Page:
Holiday fiction by
Christmas was coming. Who’d be Santa Claus had suddenly gotten sticky. There had to be forty or so kids living in the urban cul-de-sac, all of them in squashed-in apartments in a dozen three- and four-decker buildings, the pigeons on the roof often mingling with the kids at hide-‘n’-seek, romances in dark budding, now and then some contraband or stolen goods getting exposed, two or three gymnasts every generation that managed and used the rooftops for exercises, dares, escapes of one sort or another. Merton Place, from various points of view, was a city in itself.
And Christmas was coming. It was around the corner. And Toby Arsenault and Sam Nicholas had been there the longest of the tenants and enjoyed liberties that others had not attained. Toby collected the rents for the owner who was never seen in this inner city, and Sam was responsible for light maintenance … for that’s all there was outside of the self-taught, self-fixers in this inner population for whatever goods or trade could get them. The favors for such work extended in all directions—north, south, east, west and up and down … the up and down usually was a mutual sharing of tenderness and decent excitement under good cover or locked doors.
And Christmas was coming.
The two hirelings received free rent for their labors. Each task differed by varying degrees depending on natural damages (like lightning, rust, leaky roofs, lay-offs, company strikes, sudden market changes … the corner market where credit was tempted, hampered, shunned, punished), intentional complexities forcing or demanding Sam Nicholas’ intervention with a night visit, tenant characteristics like smoldering anger and jealousy of a father whose weekly pay on his own job often did not cover the full rent or only a heavy portion of it, an abrazingly slow, teasing handover of rent accompanied by unsaid promises from an older daughter of a young widow, for Death and Banishment, both being kind of an exile, hung in the late shadows as though they had also rented space on Merton Place.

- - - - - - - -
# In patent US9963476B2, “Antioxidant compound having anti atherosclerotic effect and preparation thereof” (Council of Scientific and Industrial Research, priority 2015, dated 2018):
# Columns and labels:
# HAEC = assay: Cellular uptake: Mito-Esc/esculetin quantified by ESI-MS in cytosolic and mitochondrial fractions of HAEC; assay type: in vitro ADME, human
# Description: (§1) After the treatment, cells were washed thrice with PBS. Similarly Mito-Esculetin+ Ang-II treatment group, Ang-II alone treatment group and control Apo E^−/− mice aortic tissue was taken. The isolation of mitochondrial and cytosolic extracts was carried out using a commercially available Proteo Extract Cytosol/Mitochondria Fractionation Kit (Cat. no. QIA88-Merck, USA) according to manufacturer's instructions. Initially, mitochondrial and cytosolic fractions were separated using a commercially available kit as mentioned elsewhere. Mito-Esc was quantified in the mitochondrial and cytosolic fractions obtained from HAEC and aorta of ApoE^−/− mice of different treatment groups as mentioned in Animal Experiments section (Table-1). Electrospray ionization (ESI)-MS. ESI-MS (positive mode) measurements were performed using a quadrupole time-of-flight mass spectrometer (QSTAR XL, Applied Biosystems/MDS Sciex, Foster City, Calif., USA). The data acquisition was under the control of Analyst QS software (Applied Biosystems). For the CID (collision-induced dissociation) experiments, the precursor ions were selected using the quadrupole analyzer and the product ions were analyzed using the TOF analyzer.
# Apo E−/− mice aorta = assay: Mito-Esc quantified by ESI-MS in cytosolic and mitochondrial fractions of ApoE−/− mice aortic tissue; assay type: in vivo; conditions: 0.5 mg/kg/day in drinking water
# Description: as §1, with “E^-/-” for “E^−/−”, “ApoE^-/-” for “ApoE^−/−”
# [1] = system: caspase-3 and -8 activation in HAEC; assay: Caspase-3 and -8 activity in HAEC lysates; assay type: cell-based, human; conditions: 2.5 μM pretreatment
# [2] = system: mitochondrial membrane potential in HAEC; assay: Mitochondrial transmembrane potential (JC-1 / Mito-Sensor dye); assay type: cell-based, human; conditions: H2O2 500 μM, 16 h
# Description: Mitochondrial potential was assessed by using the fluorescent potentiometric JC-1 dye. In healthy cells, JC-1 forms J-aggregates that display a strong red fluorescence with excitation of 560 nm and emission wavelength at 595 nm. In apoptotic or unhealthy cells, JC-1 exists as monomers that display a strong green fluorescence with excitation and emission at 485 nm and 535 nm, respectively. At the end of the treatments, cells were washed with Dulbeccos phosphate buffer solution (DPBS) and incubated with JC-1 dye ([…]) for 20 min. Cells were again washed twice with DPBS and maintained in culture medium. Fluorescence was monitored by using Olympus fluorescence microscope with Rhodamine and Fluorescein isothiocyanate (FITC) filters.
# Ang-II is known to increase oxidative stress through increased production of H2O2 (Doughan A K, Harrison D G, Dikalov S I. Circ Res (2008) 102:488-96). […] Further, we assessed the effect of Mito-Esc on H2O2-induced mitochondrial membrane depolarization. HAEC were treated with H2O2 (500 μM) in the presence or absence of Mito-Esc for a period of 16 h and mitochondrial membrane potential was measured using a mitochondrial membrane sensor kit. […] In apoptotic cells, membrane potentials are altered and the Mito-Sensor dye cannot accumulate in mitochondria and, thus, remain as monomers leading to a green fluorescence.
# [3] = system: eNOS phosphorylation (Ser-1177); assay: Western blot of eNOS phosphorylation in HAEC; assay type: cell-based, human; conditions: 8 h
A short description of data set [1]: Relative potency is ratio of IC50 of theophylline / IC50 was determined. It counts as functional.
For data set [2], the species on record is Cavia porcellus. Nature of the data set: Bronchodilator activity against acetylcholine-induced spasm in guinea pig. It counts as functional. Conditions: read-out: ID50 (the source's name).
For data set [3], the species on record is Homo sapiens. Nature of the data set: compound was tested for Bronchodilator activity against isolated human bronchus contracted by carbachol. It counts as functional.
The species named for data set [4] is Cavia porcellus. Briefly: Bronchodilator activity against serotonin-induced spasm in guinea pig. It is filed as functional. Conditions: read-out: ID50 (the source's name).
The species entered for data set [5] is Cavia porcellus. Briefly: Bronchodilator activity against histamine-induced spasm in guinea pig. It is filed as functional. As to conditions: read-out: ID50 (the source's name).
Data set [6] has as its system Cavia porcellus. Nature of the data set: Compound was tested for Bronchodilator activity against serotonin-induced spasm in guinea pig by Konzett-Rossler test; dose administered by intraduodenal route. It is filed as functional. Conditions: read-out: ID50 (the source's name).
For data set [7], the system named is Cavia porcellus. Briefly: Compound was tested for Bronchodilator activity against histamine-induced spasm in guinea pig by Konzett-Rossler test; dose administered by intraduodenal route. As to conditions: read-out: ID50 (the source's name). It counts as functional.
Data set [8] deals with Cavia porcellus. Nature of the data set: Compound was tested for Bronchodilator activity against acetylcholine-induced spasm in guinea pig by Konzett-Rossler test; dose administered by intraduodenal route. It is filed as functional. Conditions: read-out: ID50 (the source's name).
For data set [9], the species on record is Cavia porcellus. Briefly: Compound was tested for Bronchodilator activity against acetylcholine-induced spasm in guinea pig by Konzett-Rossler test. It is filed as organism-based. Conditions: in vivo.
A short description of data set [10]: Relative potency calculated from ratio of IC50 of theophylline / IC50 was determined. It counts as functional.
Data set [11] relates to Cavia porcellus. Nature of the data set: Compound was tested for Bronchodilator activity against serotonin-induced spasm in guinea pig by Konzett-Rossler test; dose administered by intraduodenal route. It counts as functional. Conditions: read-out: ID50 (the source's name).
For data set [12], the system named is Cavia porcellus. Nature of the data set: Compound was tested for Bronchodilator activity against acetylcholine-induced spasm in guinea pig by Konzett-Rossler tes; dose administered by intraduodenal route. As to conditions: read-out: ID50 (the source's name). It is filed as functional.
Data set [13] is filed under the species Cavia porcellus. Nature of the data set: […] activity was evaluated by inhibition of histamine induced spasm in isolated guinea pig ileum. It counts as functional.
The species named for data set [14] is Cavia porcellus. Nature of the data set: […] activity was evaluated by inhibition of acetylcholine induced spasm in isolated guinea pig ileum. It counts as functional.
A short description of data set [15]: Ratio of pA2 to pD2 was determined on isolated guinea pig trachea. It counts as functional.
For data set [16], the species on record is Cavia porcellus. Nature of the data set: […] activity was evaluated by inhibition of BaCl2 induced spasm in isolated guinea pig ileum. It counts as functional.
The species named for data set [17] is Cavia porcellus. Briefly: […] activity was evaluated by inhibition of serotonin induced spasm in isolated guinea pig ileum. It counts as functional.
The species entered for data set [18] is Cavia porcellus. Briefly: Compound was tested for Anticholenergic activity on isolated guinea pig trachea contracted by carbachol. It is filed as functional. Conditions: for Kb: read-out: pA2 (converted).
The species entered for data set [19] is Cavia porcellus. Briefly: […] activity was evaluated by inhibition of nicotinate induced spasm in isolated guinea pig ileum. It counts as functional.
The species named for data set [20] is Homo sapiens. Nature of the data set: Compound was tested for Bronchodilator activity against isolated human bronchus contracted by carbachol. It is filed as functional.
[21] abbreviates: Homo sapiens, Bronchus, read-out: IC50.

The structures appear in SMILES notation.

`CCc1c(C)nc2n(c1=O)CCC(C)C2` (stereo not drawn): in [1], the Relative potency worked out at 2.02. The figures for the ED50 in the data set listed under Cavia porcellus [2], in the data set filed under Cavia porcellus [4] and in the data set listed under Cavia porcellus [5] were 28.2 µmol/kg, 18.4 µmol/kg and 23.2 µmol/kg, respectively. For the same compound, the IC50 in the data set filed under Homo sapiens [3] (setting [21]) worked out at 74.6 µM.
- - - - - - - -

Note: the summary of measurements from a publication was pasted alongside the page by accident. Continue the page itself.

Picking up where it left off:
Toby was a good-looking forty-year old widower of a dozen years who viewed Merton Place as a kind of heaven, swearing he’d never leave there. Sam Nicholas was fifty if a day, had a better sense of humor than Toby, and could be lied to by adults and kids alike because none of the lies were allowed to mean anything to him or his relations with people. He swaggered home late on Saturday evenings now and then when he’d “leave the territory” so his footprints, fingerprints, bloodline and owed favors had no traceability. He could carpenter an unlevel door, wire a new or replacement electrical outlet, knock off a leaky faucet as if he’d said “Sesame in reverse,” repair a fan or an A/C with the best of them and could wallpaper a room or a hallway (at one level) in one day … for hire. He was called Mr. Fix-It by the ladies of the cul-de-sac.
His face was “Healthy-square,” as one tenant fixed it, “like one of the heroes in the comic section of the Sunday Globe. You know, he’ll be there when you need him, ‘no doubt about it, no bout adout it.’ He’d stick his finger in an open socket to save your kid or mine. He’s not as good looking as Toby, but he’s warmer, his curls are still in place on the back of his neck and sexy where his T-shirt shows him off, and if he ever lets go of that smile of his he’d own more places than the landlord. But it’s got to be reserved for someone special and it looks like she ain’t here yet.”
That view found agreement all over Merton Place, from the ladies, daughters, boys whose trykes and bikes needed fixing, and helpless fathers who looked at electrical outlets like they’d look upon a thick, leather-bound book of Western Civilization.
To a woman they called Toby “Lover-Boy,” some of them directly in person, and with or without smiles or any serious leaning to their intent … as so read by the general population of Merton Place … with curiosity. Toby, on the other hand from Sam’s stand, was suspicious of every story told him by renters, by their daughters and sons if substituted at due day. He felt they impacted his standing in the community, made him a lesser man than was his fellow worker. “Being lied to cheapens both sides of a story.” Toby’s heaven should not be rocked by such insults, as they twisted his view of mankind. All duties and directions should be easy and comfortable; a “yes,” “no,” or “I sure will as soon as I’m done with this one,” did the trick